Valley“Don’t forget our Christmas party on December 15,” shouts Nancy Glowski as another person walks away with a shopping cart full of food. Nancy, who has lived in this area off and on for the past 24 years, knows everyone personally. She got very well acquainted with being the reference person when she was running her own grocery store and restaurant. Now she volunteers for the SLO Food Bank and spreads information about the food distributions through word of mouth.

Twice a month, one of our warehouse workers drives 90 minutes to deliver food to this remote distribution site within a community of 300 people. Usually more than 50 of them show up to pick up the fresh produce, meat, bread and shelf-stable items. Not everybody can make it today, though. It’s December and many residents cannot drive on the streets that have been flooded with mud after recent rainfalls. But thanks to Nancy, they will still be able to receive the help they need. “This is a wonderful community, and I love everyone of them,” she says joyfully as she fills her car with food items that she will later deliver to her home-bound neighbors’ houses.

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Two of the first people waiting in line are Richard and Carol with their dog Buddy. The couple first started to use this community support twenty years ago when they had just moved here from the bay area to live closer to her parents. Both of them remember that the initial distributions were held inside the library building. Nowadays the food is handed out next to Food Bank truck outside where Richard and Carol still thankfully accept their share. “The Food Bank has helped us tremendously over the years,” states Carol who always hopes for bread since she knows many dishes she can make with it. “We especially appreciate the support during the holidays because we are able to feed our whole family from the food we receive.”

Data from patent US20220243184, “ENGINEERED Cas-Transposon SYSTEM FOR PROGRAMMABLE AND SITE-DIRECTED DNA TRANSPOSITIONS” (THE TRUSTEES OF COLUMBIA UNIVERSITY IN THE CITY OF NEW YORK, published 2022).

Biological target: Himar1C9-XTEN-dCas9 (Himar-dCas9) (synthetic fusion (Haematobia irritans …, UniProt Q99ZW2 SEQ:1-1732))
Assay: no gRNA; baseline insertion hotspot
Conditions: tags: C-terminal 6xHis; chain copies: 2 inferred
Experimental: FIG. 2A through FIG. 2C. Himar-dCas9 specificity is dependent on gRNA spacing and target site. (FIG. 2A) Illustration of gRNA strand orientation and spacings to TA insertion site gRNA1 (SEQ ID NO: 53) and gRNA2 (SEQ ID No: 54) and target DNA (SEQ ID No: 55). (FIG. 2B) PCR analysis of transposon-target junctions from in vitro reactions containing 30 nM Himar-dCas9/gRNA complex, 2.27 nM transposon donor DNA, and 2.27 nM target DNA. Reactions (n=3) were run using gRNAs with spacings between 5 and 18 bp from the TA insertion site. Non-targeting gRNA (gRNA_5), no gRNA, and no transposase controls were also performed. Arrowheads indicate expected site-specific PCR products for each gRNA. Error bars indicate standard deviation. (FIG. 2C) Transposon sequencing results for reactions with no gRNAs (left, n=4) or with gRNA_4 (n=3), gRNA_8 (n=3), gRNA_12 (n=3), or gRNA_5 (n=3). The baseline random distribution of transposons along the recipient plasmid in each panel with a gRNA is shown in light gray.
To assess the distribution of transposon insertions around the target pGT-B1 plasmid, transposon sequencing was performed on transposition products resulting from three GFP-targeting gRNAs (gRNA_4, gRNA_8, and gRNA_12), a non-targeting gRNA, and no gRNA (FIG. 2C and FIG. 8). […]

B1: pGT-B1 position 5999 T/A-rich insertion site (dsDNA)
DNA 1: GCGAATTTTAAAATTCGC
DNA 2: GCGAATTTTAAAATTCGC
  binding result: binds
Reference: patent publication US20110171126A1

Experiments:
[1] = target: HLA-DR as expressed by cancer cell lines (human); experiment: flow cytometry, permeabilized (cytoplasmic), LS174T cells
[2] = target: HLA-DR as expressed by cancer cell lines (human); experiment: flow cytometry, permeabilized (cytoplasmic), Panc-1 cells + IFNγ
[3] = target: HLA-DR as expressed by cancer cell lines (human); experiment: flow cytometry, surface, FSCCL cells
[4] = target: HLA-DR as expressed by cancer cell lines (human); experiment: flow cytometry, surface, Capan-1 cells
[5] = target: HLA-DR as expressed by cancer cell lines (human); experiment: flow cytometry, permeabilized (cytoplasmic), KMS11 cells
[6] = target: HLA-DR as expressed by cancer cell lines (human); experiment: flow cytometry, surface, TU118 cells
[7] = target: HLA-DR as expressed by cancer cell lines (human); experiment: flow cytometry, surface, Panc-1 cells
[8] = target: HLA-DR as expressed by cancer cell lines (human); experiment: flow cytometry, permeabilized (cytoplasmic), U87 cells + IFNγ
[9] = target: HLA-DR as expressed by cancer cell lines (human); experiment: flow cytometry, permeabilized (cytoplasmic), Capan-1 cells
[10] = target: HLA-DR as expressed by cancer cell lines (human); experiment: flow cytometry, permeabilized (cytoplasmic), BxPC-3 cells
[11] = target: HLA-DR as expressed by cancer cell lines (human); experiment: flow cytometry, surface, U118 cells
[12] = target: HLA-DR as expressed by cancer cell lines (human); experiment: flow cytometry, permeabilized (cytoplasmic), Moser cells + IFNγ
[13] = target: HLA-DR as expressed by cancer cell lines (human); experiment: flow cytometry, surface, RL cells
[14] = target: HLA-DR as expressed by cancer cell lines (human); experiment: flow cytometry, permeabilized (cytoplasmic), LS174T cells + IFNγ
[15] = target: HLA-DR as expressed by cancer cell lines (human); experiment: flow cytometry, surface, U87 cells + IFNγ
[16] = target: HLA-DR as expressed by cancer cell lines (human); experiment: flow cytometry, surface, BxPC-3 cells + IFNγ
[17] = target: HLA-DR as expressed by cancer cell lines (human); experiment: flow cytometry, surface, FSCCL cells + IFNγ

A little while later, a young man with a radiant smile on his face appears. His name is Skylar and he is very excited to tell everyone about his big plans for the upcoming new year. “I want to become a fire fighter or police officer,” pronounces the 18-year old proudly who is already taking night classes to pursue his dreams. He was born in this area and has helped fight some of the local fires that have occurred recently, but his ambitions are spurring him on to go to Fresno, San Luis Obispo or Santa Maria. But for now, he has come here to supply his parents with healthier food options.

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Skylar dreams about becoming a fire fighter or police officer.

Another man tells us about a farm he used to have in the Los Osos Valley and about the great amount of harvest he used to donate to the Food Bank. He has since then relocated to the California Valley and now uses the support during times of unemployment. “The high quality of the fresh produce is amazing. It has been in the past and still is to this day,” he notes and pushes a full shopping cart towards his car.

People are still showing up half an hour later. Among them are Daniel and Brenda. The young couple has been together for about a year, but this is Daniel’s first time at a food distribution. Brenda has enjoyed the food donations with her family in the past and quickly explains how everything works. “My family is very thankful for the food we get,” she comments while Daniel and her are putting bags full of food in her trunk.

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Brenda has filled her trunk with food donations for the whole family.

One hour and over fifty hugs later, our volunteer Nancy sees off the last visitor for the day. Empty boxes are returned to the Food Bank truck, and the shopping carts are stored away to be used again in two weeks, when another food truck makes its long journey to the California Valley where kindness is a philosophy of life.